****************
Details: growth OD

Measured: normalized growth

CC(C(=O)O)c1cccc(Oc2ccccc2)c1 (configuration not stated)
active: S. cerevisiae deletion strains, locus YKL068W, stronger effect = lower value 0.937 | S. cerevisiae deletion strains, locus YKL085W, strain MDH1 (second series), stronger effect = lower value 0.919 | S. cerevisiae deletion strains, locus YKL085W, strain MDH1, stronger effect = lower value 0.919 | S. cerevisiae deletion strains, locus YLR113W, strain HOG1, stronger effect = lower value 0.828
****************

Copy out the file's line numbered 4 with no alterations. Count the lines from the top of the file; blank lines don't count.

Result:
active: S. cerevisiae deletion strains, locus YKL068W, stronger effect = lower value 0.937 | S. cerevisiae deletion strains, locus YKL085W, strain MDH1 (second series), stronger effect = lower value 0.919 | S. cerevisiae deletion strains, locus YKL085W, strain MDH1, stronger effect = lower value 0.919 | S. cerevisiae deletion strains, locus YLR113W, strain HOG1, stronger effect = lower value 0.828